An A-Z Guide To The Search For Plato's Atlantis

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  • Joining The Dots

    Joining The Dots

    I have now published my new book, Joining The Dots, which offers a fresh look at the Atlantis mystery. I have addressed the critical questions of when, where and who, using Plato’s own words, tempered with some critical thinking and a modicum of common sense.Read More »

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Bodleian Library

Digby 23

Digby 23 is the name given to a manuscript in Oxford’s Bodleian Library  that was bequeathed to Osney Abbey, near Oxford, by Master Henry of Langely (died circa 1263).

This 12th century document contains The Song of Roland (La Chanson de Roland) as well as a copy of the Latin translation of Plato’s Timaeus by Chalcidius.  Now the Digby 23 Project makes the entire codex available on line(a) and should be most useful to serious researchers.



Chalcidius (Calcidius) was a fourth century Christian neo-Platonist. At the request of Bishop Hosius of Córdoba he produced one of the earliest Latin versions that we have of part of Plato’s Timaeus, sections 17a-53c, based on long lost Greek manuscripts. Chalcidius also gave us a commentary on the text. which was at times more studied than the translation itself. One researcher claims that Chalcidius was possibly Saint Augustine(a).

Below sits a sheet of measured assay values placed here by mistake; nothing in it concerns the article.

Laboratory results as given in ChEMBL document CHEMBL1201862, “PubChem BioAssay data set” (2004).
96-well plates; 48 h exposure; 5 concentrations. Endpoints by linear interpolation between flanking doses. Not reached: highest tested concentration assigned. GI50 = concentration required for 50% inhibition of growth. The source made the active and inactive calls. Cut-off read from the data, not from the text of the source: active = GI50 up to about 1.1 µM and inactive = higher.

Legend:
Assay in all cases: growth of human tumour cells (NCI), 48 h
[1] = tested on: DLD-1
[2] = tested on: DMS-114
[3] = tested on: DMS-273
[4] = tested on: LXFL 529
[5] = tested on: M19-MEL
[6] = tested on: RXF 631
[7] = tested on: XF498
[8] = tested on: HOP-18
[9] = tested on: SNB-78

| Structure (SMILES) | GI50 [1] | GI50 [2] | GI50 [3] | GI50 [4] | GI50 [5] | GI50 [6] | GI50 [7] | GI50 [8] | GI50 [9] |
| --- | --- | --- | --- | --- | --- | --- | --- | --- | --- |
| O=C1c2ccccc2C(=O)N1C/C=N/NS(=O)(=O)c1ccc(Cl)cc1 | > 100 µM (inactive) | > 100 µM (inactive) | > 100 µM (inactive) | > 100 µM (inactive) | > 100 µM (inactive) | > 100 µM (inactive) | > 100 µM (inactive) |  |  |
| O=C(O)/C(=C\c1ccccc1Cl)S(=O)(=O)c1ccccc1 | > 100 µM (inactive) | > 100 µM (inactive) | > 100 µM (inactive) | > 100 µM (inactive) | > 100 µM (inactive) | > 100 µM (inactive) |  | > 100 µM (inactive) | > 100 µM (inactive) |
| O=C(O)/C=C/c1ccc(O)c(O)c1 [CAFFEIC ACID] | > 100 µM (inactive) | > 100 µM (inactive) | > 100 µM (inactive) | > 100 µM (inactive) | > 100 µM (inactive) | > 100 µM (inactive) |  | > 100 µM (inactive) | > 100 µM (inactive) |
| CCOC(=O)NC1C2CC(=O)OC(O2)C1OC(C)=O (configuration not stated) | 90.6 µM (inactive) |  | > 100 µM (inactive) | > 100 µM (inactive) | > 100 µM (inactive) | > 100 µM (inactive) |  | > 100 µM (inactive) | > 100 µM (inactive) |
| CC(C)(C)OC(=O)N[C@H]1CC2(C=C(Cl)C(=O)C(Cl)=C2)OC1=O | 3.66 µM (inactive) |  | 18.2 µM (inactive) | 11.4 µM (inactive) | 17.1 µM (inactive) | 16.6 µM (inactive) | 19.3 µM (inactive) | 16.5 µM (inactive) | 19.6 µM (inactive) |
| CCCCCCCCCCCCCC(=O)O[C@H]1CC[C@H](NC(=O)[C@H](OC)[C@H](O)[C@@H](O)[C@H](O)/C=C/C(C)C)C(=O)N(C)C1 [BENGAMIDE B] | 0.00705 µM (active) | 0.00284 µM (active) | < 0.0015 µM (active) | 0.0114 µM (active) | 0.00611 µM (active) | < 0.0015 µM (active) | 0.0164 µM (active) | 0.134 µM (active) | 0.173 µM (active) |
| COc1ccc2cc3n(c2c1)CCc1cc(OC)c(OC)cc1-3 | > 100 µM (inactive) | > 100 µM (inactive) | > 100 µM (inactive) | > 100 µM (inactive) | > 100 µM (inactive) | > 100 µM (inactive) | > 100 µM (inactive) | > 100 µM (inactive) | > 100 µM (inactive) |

The oldest known complete manuscript of a number of the dialogues is known as the Clarke Plato (Codex Oxoniensis Clarkianus 39, or Codex Boleianus MS E.D. Clarke 39), which was written, in Greek, in Constantinople in 895(b).

The Digby23 codex contains a 12th century copy of Chalcidius’ Latin translation of Timaeus bound with a copy of The Song of Roland, which is also kept in in Oxford’s Bodleian Library, can now be read online(d).

We had to wait until the 15th century for a full translation, of all the dialogues, also in Latin, to be produced by Marsilio Ficino.